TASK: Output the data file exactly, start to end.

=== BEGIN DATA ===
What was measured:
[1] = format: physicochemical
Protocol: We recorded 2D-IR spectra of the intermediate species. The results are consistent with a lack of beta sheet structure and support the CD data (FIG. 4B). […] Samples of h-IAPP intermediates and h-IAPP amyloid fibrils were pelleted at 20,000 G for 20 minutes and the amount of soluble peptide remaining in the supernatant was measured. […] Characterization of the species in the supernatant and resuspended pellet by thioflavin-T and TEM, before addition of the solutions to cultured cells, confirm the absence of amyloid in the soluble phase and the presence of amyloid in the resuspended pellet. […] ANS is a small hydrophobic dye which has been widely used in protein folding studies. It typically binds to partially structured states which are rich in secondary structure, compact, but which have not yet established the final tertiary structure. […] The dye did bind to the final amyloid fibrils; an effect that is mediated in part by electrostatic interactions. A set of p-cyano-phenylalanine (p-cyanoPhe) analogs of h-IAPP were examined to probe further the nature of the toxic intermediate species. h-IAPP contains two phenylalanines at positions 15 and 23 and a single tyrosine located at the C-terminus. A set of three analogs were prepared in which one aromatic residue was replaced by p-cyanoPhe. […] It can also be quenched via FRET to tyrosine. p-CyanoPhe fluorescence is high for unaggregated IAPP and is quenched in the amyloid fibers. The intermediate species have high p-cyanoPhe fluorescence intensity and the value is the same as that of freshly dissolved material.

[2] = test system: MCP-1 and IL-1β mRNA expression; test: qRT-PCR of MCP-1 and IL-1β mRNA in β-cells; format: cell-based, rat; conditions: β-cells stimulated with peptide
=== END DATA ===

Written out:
What was measured:
[1] = format: physicochemical
Protocol: We recorded 2D-IR spectra of the intermediate species. The results are consistent with a lack of beta sheet structure and support the CD data (FIG. 4B). […] Samples of h-IAPP intermediates and h-IAPP amyloid fibrils were pelleted at 20,000 G for 20 minutes and the amount of soluble peptide remaining in the supernatant was measured. […] Characterization of the species in the supernatant and resuspended pellet by thioflavin-T and TEM, before addition of the solutions to cultured cells, confirm the absence of amyloid in the soluble phase and the presence of amyloid in the resuspended pellet. […] ANS is a small hydrophobic dye which has been widely used in protein folding studies. It typically binds to partially structured states which are rich in secondary structure, compact, but which have not yet established the final tertiary structure. […] The dye did bind to the final amyloid fibrils; an effect that is mediated in part by electrostatic interactions. A set of p-cyano-phenylalanine (p-cyanoPhe) analogs of h-IAPP were examined to probe further the nature of the toxic intermediate species. h-IAPP contains two phenylalanines at positions 15 and 23 and a single tyrosine located at the C-terminus. A set of three analogs were prepared in which one aromatic residue was replaced by p-cyanoPhe. […] It can also be quenched via FRET to tyrosine. p-CyanoPhe fluorescence is high for unaggregated IAPP and is quenched in the amyloid fibers. The intermediate species have high p-cyanoPhe fluorescence intensity and the value is the same as that of freshly dissolved material.

[2] = test system: MCP-1 and IL-1β mRNA expression; test: qRT-PCR of MCP-1 and IL-1β mRNA in β-cells; format: cell-based, rat; conditions: β-cells stimulated with peptide